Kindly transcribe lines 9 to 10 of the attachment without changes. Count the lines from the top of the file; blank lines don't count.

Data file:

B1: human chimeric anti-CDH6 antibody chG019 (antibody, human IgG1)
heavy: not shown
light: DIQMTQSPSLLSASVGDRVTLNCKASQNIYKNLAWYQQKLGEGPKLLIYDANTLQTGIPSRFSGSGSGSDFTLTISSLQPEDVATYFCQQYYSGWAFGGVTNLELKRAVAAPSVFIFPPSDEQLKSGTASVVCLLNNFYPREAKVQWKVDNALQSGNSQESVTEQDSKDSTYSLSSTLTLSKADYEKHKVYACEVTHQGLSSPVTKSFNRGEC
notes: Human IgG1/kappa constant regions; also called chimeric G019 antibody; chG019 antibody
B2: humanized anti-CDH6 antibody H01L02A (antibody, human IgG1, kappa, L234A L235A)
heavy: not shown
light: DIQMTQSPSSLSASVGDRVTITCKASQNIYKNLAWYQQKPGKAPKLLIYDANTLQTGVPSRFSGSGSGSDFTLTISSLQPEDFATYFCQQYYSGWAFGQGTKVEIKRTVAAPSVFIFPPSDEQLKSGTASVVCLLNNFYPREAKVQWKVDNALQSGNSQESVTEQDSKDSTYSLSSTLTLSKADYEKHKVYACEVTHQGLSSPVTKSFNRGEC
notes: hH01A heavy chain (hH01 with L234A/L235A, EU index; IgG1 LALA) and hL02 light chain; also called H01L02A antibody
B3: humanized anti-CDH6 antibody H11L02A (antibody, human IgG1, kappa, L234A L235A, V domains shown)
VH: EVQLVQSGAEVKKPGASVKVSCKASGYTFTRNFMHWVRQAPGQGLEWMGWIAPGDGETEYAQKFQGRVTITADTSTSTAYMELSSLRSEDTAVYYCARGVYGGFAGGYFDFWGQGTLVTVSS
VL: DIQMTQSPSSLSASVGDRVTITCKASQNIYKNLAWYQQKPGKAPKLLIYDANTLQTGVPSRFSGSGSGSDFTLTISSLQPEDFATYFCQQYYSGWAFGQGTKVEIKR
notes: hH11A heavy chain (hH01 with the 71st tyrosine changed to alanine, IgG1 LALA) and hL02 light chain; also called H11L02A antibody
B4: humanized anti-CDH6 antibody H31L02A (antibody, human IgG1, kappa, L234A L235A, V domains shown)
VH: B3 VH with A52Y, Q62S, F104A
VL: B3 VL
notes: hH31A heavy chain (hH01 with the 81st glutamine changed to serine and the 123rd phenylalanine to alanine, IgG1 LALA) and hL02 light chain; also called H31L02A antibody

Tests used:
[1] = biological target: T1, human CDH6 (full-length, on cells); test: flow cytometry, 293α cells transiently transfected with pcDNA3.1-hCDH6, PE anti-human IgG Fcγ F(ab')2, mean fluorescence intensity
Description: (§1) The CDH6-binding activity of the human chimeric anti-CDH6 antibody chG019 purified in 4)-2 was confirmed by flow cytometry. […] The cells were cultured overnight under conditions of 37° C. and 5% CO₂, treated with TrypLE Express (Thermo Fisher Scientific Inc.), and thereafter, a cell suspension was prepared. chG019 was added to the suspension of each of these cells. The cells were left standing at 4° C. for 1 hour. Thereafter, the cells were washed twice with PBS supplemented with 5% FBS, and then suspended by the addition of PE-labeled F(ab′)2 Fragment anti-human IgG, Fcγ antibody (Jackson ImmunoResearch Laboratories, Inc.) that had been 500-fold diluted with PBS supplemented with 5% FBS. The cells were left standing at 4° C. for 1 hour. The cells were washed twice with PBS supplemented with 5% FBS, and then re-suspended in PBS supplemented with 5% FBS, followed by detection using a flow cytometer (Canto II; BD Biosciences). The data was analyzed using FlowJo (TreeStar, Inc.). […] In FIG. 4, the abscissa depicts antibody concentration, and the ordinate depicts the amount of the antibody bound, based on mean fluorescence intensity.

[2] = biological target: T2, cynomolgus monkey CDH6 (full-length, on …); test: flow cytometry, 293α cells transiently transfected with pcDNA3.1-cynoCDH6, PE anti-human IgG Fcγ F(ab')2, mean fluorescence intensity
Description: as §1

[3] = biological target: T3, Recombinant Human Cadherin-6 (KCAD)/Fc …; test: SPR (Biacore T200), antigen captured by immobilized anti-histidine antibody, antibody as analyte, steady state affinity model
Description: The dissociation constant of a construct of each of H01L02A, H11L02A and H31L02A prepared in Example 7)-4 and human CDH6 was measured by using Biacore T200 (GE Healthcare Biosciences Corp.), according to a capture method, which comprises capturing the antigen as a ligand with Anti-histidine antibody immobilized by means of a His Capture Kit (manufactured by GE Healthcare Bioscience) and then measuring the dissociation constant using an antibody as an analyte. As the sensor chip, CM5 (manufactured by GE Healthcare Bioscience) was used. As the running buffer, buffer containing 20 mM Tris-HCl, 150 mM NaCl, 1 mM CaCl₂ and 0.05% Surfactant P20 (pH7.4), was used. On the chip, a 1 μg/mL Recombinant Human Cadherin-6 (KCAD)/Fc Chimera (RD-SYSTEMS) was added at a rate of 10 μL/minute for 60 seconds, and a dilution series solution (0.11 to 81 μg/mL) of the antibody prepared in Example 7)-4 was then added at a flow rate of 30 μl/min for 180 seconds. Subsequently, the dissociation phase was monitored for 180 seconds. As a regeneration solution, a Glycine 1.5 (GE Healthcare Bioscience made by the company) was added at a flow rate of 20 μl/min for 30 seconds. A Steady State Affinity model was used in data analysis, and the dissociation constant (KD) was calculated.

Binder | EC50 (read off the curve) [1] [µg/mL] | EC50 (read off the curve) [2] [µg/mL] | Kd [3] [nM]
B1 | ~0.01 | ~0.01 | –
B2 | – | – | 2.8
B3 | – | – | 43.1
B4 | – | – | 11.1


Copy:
B3: humanized anti-CDH6 antibody H11L02A (antibody, human IgG1, kappa, L234A L235A, V domains shown)
VH: EVQLVQSGAEVKKPGASVKVSCKASGYTFTRNFMHWVRQAPGQGLEWMGWIAPGDGETEYAQKFQGRVTITADTSTSTAYMELSSLRSEDTAVYYCARGVYGGFAGGYFDFWGQGTLVTVSS